Why Every Young Adult Should Sit Down with their Grandparents

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My grandpa turned 80 on Saturday. It’s funny how fast time goes by– and right before our eyes. We’re in the midst of a huge generational shift and our elders, who we constantly like to joke about how they know nothing about our dear social media platforms, are holding the one thing that is most valuable: Experience.

Our grandparents know what it was like to have to wake up in the morning and instead of checking their phones, they’re waiting for the mail man. Instead of logging on the web to find movie times, they checked the newspaper. Instead of texting they were 15 minutes late, they had to hope and pray their date had enough patience to wait for them. It’s all very intriguing. So why then will we spend more interest in a story we read on yahoo news than the stories told by our elders?

Chances are we take advantage of internet convenience a little too much. We can’t jump online and send grandma a Facebook chat and ask what dating was like in the fifties, although it would be really interesting to know what that was like. We sadly don’t care to put forth the effort to go through an afternoon driving to our grandparents’ house and spending a decent amount of hours with them. Because we all know that going to grandma’s house is a process, and not one that lasts less than an hour.

The scary part is that time goes by too fast. And soon our grandparents won’t be here to share what it was like growing up with little or no technology, how they lived their lives, and what they learned from that. Soon we’ll be left with a bunch of millennials and only technology and what we’ve heard about the past. So why not record those memories before it’s too late?

So on Saturday my boyfriend casually asked my Grandpa about his years in the navy, and he talked about sending letters to his buddies in the mail during crazy times in his young life. Not an email, not a text, not a fb message. A handwritten letter. And it made me think, I don’t believe i have a single hand-written letter from my best friend. Do you? And the crazy part is, I don’t think that really bothers a lot of people these days. Times have certainly changed. And maybe it’s time you pick up the phone and find out exactly how things have changed.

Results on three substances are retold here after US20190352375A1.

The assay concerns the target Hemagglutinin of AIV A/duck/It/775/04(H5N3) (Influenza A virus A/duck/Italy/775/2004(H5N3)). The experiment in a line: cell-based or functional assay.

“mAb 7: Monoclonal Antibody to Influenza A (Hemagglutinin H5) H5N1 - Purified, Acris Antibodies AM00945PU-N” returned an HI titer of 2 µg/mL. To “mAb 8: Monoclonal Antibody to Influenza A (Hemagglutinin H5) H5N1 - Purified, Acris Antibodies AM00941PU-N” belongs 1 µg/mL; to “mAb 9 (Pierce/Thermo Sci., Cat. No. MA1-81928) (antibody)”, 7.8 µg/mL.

We must be careful, for because we are so wrapped up in technology, we might just miss the beauty of life before this so-called convenience existed.

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8 Replies to “Why Every Young Adult Should Sit Down with their Grandparents”

  1. My grandmother passed when I was young. Maybe 12 or 13, and my grandfather about a week after my parents married in 1979. I border this generational gap. My teenage years brought pagers. I have so many hand written letters, and do try to write them as often as I can. I wish so much I could have obtained more from my grandmother. I luckily have older parents. They are in thier late 60s now. And still remember the times of walking across fields, hunting pheasant and quail. Living on a little make shift farm. And my father has blessed me with the stories his parents told him. My grandparents meet with letters during WWII. My great aunt suggested my grandma Esther wrote to her brother Ben as a pick me up and friendship. We still have these letters. To see a love story blossom over 2 years of letters, from the casual signed your friend to so many X’s and O’s it was silly. They married once he came home in 1946. It’s sad to think we will lose this connections built of our elders.

    Liked by 1 person

  2. Several years ago I had the chance to spend a nice chunk of time with my grandmother. I asked her to share her story. I wasn’t prepared for the beauty that was revealed. As she shared stories of love, heartbreak, joys, and struggles, I became overwhelmed with the notion of, “My goodness, she’s a real person and has actually lived!” Experiencing the humanity of her personal history gave me incredible insights into life (and told me that it’s okay to view life as an uncontrollable journey). What she poured into my soul could never be obtained in any other way.

    Thanks for your post. Though my grandparents are all gone now, your words brought back the echoes of their knowing voices.

    Liked by 1 person

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